A pinch of coaching, a dash of training

Joey Restaurants’ recipe for success tackles 200-per-cent turnover rate, lands it on top employers list
By Dave Busse and Judy Hemmingsen
|Canadian HR Reporter|Last Updated: 12/14/2010

What takes a company from a crippling turnover rate of more than 200 per cent to being named one of Canada’s top places to work? The answer to this question lies with the philosophy and focus of Joey’s president and CEO, Jeff Fuller.

Thanks in part to Fuller’s investment in a coaching culture, the Joey Restaurant Group ranks number 16 in the category of companies with more than 1,000 employees on the list published by the Great Place to Work Institute, alongside organizations such as Microsoft, TD Canada Trust and Four Seasons Hotels.

It wasn’t always this way. Fuller launched the first Joey Restaurant in 1992 and, by the early 2000s, was forced to deal with critical recruitment issues that included lost talent, the sourcing of new candidates and managing rising replacement costs. Now, with 23 locations in Alberta, British Columbia, Manitoba, Ontario and Washington, the picture is quite different. So what was Fuller’s secret?

In 2004, Fuller hired executive chef Chris Mills as vice-president of culinary development and appointed Al Jessa as head of operations. Both Mills and Jessa believed in the value of high-performance teams and began to shift the company’s focus toward developing a “leader as coach” model.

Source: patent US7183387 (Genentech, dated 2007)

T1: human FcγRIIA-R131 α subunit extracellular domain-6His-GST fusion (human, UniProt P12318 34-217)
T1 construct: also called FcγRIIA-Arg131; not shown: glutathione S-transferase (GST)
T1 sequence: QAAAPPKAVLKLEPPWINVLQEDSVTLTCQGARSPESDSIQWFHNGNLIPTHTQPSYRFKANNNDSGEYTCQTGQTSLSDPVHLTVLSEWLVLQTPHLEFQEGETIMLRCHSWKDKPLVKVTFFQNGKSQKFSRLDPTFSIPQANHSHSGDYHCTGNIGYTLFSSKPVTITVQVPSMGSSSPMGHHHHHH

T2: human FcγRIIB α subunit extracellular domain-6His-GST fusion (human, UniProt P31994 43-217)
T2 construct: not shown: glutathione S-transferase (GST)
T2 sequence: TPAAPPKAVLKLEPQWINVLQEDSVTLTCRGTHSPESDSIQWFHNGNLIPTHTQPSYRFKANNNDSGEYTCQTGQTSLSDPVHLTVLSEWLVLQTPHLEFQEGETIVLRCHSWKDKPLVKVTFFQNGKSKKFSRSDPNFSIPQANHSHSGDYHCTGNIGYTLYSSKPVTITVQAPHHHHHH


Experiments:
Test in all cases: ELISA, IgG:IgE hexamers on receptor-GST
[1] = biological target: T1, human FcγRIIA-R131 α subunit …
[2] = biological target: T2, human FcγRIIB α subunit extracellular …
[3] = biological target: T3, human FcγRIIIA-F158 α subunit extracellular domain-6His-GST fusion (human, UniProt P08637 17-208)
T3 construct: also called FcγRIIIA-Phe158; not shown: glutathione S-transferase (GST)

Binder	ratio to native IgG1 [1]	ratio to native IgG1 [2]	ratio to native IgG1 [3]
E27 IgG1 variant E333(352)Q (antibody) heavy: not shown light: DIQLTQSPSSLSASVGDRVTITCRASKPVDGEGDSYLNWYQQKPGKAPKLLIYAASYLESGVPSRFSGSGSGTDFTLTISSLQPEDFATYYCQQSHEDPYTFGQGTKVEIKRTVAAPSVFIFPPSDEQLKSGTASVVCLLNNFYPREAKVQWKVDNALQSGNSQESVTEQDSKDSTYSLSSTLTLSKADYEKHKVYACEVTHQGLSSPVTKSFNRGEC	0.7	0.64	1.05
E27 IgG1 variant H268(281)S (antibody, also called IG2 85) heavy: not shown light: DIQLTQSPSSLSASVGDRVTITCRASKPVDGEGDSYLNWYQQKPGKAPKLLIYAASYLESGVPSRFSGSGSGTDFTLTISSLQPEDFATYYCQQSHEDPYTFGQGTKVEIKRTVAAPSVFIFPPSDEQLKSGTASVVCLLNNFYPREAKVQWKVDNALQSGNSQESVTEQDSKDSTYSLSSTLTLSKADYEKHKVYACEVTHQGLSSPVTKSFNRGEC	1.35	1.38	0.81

This new approach initiated a change in the way the organization viewed the role of a Joey leader. Not coincidently, other changes followed, leading to significant growth of the company’s revenues, profits and market penetration.

Adding to Fuller’s recipe for success, Andrew Martin joined the company’s leadership team as vice-president of HR in 2008. Martin immediately took on the challenge of further embedding the “leader as coach” model into the Joey culture. To accelerate this change, Martin partnered with Essential Impact, a coaching company specializing in systems for coaching cultures. Their mission was to transform the Joey culture from an expertise-based restaurant business into a company focused on leadership excellence.

A team of 12 successful senior leaders was selected, representing both the back of the house (chefs) and front of the house (service). Each senior leader participated in a process that would transform him into an internal trainer skilled in developing leaders’ coaching skills.

This rigorous “train the trainer” program was a three-week commitment that included 100 hours of coaching and 10 hours of mentor coaching with certified coaches.

Not many companies are prepared to commit 25 per cent of their top operational leadership group to a three-week process, spread out over a 12-month period. So what was the driving force behind the company’s commitment of resources and time? For Jessa and Martin, the answer was simple: The CEO’s philosophy of “It is your business.” Or, put another way, allowing staff to make decisions as if they owned the company. Anything that supports the Joey staff to make good decisions would be mission critical.